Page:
Curiously, very little AI research has been involved in this expansion. Many video games do not use AI techniques, and those that do are usually based on relatively standard, labor-intensive scripting and authoring methods. In this and other respects, video games differ markedly from symbolic games. Video games often involve many agents embedded in a simulated physical environment where they interact through sensors and effectors that take on numerical rather than symbolic values. To be effective, agents must integrate noisy input from many sensors, react quickly, and change their behavior during the game. The AI techniques developed for and with symbolic games are not well suited to video games.
In contrast, machine-learning techniques, such as neural networks, evolutionary computing, and reinforcement learning, are very well suited to video games. Machine-learning techniques excel in exactly the kinds of fast, noisy, numerical, statistical, and changing domains that today’s video games provide. Therefore, just as symbolic games provided an opportunity for the development and testing of GOFAI techniques in the 1980s and 1990s, video games provide an opportunity for the development and testing of machine-learning techniques and their transfer to industry.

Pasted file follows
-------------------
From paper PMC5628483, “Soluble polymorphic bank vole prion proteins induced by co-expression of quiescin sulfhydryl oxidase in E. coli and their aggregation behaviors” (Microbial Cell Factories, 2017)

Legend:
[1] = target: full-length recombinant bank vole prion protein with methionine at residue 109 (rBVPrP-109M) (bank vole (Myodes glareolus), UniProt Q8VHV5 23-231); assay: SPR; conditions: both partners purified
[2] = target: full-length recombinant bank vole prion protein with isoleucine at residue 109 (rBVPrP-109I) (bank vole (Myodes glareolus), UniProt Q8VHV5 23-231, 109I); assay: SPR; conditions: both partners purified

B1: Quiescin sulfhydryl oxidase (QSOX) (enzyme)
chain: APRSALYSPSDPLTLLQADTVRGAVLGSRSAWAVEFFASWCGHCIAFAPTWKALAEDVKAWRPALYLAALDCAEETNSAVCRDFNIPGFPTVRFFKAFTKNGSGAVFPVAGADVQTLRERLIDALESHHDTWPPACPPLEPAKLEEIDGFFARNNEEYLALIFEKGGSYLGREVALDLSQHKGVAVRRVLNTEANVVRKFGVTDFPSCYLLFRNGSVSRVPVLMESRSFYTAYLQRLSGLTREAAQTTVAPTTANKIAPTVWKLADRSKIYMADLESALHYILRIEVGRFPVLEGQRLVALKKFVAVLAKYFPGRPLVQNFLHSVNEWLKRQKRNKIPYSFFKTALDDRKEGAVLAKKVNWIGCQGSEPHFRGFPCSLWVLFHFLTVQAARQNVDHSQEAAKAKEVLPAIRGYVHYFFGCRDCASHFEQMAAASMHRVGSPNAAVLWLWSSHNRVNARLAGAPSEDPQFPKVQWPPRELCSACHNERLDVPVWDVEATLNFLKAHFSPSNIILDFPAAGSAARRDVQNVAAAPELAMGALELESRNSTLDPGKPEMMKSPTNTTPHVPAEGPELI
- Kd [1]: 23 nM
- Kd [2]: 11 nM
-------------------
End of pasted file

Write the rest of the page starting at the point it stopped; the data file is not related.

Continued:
One of the main challenges for AI is creating intelligent agents that can become more proficient in their tasks over time and adapt to new situations as they occur. These abilities are crucial for robots deployed in human environments, as well as for various software agents that live in the Internet or serve as human assistants or collaborators.
Although current technology is still not sufficiently robust to deploy such systems in the real world, they are already feasible in video games. Modern video games provide complex artificial environments that can be controlled and carry less risk to human life than any real-world application (Laird and van Lent, 2000). At the same time, video gaming is an important human activity that occupies millions of people for countless hours. Machine learning can make video games more interesting and reduce their production costs (Fogel et al., 2004) and, in the long run, might also make it possible to train humans realistically in simulated, adaptive environments. Video gaming is, therefore, an important application of AI and an excellent platform for research in intelligent, adaptive agents.
Current video games include a variety of high-realism simulations of human-level control tasks, such as navigation, combat, and team and individual tactics and strategy. Some of these simulations involve traditional AI techniques, such as scripts, rules, and planning (Agre and Chapman, 1987; Maudlin et al., 1984), and a large part of AI development is devoted to path-finding algorithms, such as A*-search and simple behaviors built using finite-state machines. AI is